David A.R. White on His New Memoir, Between Heaven & Hollywood

David A.R. White on His New Memoir, Between Heaven & Hollywood

Posted on October 25, 2016 at 10:58 pm

Copyright Zondervan 2016
Copyright Zondervan 2016

David A.R. White is one of the most recognizable actors and producers of faith-based films, best known for his starring role in the “God’s Not Dead” film series.

In his two-decade career, David has starred in more than 25 films and produced over 40 films, and is a founding partner of Pure Flix Entertainment, the largest indie-faith film studio in the world.

David grew up as the son of a Mennonite preacher, near Dodge City Kansas, where his early jobs included rock picking (such a job exists!). But as a young man, David felt a yearning to pursue a career in the entertainment industry.

After graduating high school, and upon his father’s urging, enrolled in the respected Moody Bible Institute in Chicago. It was there David was expected to graduate with a pastoral degree and find a wife.

At nineteen years old, David dropped out of college and moved to Hollywood without a job, home, or many friends. He never imagined the vital role prayer and determination would play in pursuing his life-calling in the entertainment industry. Early in his career, David worked with stars like Billy Bob Thornton, Hilary Swank, Leah Remini, Candace Cameron Bure, Kevin Sorbo, and Burt Reynolds.

In his book Between Heaven & Hollywood: Chasing Your God-Given Dream (Zondervan), David shares with wit, wisdom and spiritual encouragement the journey (and roadblocks) to pursuing your God-calling, and how your talents and gifts can have a positive impact on others.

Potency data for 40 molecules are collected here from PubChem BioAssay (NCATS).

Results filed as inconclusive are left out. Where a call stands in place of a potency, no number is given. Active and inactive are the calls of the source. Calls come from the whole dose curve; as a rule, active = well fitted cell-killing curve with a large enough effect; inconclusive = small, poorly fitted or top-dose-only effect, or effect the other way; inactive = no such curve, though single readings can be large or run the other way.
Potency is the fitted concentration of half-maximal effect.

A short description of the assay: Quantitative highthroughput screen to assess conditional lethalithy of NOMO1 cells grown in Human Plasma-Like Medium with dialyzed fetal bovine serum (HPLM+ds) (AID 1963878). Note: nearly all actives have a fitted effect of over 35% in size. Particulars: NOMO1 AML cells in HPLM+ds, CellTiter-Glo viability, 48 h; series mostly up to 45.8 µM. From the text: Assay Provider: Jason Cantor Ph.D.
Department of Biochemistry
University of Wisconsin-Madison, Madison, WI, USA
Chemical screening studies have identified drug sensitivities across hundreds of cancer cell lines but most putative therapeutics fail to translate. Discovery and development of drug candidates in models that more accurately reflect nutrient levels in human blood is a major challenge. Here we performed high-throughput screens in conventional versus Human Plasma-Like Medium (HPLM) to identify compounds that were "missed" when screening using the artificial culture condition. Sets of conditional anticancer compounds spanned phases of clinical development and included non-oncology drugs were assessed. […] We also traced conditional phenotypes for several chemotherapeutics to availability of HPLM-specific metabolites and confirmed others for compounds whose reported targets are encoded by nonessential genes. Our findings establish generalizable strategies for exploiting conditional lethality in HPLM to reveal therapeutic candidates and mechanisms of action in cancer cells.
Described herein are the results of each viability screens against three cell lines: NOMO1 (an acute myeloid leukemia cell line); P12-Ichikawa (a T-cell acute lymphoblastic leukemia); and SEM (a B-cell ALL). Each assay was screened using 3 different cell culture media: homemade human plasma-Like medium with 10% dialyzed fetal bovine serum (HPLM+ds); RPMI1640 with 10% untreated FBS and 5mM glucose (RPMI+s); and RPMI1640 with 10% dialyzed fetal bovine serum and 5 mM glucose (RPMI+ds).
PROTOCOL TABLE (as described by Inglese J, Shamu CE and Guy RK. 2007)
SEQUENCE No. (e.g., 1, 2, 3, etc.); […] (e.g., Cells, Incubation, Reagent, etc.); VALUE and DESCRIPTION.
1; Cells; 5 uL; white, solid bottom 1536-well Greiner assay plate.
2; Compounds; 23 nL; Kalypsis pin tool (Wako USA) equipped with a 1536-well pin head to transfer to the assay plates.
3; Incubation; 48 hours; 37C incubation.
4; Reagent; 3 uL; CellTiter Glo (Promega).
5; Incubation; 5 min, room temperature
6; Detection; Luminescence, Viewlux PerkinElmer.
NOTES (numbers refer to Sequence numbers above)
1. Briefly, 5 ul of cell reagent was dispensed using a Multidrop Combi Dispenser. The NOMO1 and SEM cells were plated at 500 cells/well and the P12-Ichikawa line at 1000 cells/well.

What is your God-given dream for you own life?

I know that it is in being the father and husband that God called me to be. On the career side, it’s been to build a faith and family studio that can impact culture for Christ, and to enlarge that footprint around the world. Also, it’s to use my performing side in unique ways to accomplish those goals.

How can you tell if a dream is yours or God’s?

This is a little more complicated, and I reveal more of my answer in my book. But one way, is the overall question of, “is your dream bigger than you?” So often we have these dreams growing up, and by the time we reach adulthood, we’ve cut them into very manageable pieces, so we don’t get disappointed. I think that is the opposite of what we should do. We should set higher goals, as our God is the author of bigness not littleness 🙂 If the dream is bigger than you can achieve on your own, then there is a good chance that it’s from the Lord.

What’s the role of faith in chasing our God-given dreams?

I think it always centers around God’s will for your life and the freedom that he also gives us in pursuit of those dreams he puts inside of us. You have to be in tune with God to know His plans for your life as the plans may change over time but also faith allows you to stay inspired and keeps your dream alive but also helps you stay accountable to the person that ultimately holds your future.

Copyright 2016 David A.R. White
Copyright 2016 David A.R. White

Let’s talk about your own personal journey. You have met with quite a few obstacles. What were a few of them?

In life, there’s always a lot of challenges along the way, from health…to family…to career setbacks. But the key to remember is that through those setbacks and challenges, for every hardship and failure you endure, they could very well be the stepping stones of success and the realization of God’s dream for you.

How are we to view obstacles? How can you differentiate between an obstacle and a closed door?

So often we are riddled by fear and self-doubt. But I think we need to remember, that our courage is not the absence of that fear, but the triumph over it. As you go through those hardships and obstacles, often time you’ll discover God’s real plan for you.